With Jewish students attending a wider array of universities than ever before, Hillel convened a panel of experts at its December 2008 Professional Staff Conference to discuss how the organization can work with universities to grow and support their Jewish student populations.
(Left to right) Joe Grinenko, Jeremy Cassius and Michael Schoenfeld participated in the panel.
Duke University Vice President for Public Affairs and Government Relations Michael J. Schoenfeld emphasized that it is critical for Hillels to work closely with a range of university administrators to create a warm and welcoming atmosphere for Jewish students. Hillel professionals should understand the needs and priorities of the universities, he said, so that they can become integrated into the life of the university as a whole and can help advance its agenda. Hillel professionals and university administrators can and should be present and visible at important events on campus and in the community, such as parents’ weekend, prospective freshmen events, and holiday celebrations. They should work together to “remove barriers real or imagined” for Jewish student enrollment. “Be active and creative,” Schoenfeld said, “because if you do nothing, nothing will happen.”
In her six years of work at Virginia Tech, Hillel Director Sue Kurtz has worked extensively to raise the profile of Jewish students on campus. One of her first major successes was a public lecture by Nobel laureate Elie Wiesel that was co-sponsored by the university.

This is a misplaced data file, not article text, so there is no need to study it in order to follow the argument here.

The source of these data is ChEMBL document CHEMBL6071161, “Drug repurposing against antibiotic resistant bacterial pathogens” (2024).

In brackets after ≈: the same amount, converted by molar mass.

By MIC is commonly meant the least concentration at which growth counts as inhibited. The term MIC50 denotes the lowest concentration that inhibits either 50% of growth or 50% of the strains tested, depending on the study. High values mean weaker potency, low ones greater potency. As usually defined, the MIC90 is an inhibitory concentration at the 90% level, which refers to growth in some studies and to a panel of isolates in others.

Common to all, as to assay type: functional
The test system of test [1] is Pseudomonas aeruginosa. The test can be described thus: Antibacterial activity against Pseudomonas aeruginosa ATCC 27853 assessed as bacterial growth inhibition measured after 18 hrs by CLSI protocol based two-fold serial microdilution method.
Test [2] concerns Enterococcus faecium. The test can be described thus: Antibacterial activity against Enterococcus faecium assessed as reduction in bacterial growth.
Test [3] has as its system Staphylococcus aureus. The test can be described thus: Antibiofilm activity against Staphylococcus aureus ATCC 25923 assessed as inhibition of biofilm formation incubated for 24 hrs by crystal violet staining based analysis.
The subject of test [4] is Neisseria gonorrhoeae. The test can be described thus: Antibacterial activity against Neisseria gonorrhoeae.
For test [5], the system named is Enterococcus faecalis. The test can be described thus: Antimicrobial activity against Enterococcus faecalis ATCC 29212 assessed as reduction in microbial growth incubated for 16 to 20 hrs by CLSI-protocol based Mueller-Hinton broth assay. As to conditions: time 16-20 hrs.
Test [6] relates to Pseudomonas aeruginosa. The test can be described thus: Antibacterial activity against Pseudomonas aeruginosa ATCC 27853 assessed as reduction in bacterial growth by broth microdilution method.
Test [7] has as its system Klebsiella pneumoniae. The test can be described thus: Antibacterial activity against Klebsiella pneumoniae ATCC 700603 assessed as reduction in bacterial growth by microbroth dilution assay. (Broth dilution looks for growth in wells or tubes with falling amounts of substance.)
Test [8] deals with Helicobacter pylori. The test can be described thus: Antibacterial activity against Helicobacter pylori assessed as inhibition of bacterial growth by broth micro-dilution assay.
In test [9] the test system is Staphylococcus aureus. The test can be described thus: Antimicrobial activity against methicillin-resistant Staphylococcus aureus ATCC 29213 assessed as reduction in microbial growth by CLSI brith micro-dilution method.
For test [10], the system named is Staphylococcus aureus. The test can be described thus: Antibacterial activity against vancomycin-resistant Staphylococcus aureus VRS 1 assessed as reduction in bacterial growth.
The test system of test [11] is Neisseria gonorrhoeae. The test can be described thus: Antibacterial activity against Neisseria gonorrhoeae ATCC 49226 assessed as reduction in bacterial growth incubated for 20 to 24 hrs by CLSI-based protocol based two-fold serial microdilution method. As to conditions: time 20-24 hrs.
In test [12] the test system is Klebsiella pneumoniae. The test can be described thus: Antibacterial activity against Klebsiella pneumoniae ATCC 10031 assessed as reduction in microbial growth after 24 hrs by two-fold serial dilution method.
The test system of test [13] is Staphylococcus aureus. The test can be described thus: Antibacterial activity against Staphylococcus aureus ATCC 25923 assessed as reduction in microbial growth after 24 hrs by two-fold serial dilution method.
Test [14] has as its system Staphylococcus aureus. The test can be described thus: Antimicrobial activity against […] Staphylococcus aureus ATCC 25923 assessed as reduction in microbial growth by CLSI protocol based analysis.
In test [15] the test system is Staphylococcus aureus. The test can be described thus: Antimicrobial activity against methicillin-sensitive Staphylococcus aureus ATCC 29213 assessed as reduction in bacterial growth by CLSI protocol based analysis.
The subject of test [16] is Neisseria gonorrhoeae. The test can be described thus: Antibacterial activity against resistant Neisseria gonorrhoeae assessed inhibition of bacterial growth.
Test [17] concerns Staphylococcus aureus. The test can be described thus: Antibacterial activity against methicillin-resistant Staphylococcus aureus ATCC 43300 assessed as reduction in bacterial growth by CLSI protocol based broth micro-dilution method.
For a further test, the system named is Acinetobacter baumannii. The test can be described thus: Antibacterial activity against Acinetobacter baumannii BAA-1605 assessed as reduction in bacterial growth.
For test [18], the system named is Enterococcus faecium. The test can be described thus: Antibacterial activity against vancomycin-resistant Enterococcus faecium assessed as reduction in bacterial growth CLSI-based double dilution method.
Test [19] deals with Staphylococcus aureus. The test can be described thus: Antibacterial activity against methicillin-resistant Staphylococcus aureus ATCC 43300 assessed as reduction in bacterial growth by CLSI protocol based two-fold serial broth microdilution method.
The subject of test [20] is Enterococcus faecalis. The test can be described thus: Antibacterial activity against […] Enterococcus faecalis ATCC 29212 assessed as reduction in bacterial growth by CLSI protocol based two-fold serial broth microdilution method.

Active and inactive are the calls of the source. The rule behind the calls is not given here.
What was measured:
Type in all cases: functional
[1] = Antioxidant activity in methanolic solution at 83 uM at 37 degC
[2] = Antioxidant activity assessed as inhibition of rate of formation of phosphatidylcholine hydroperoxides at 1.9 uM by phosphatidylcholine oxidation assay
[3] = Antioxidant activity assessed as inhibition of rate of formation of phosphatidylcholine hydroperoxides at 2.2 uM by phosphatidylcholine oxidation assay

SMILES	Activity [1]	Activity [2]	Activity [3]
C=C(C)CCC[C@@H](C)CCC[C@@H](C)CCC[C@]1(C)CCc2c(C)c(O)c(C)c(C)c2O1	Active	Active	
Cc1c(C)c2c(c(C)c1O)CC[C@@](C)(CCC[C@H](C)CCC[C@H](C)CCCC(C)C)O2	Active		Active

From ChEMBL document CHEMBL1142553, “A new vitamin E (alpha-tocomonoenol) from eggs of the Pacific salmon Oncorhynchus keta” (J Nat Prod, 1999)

Joe Grinenko, the sole Hillel professional at the University of Alabama, is cooperating with the university to reestablish a large Jewish presence at the school. “The university seeks to create a one-to-one relationship with prospective students and that is the approach that I am taking as well,” said Grinenko.
At the University of Oklahoma, Hillel Executive Director Jeremy Cassius is taking the same tack, meeting with prospective freshmen on campus and at recruitment events in the community.
Abby B. Strunk, director of marketing and communications for BBYO, told the group, “It goes without saying that colleges need to keep their finger on the pulse of teen trends in order to effectively market to students and prospective students.” For example, a recent BBYO survey found that today’s teens can customize and personalize every aspect of their lives, from their sneakers, to their talking avatars, to their religion. Over half of the 67 percent of teens who want to better connect to religion in the survey want an unconventional way to do so. In other words, Jewish teens are seeking customized ways to connect to their Judaism through special programming and unique experiences.
The Jewish Community's Guide to Understanding Teens (PDF File 2Mb)
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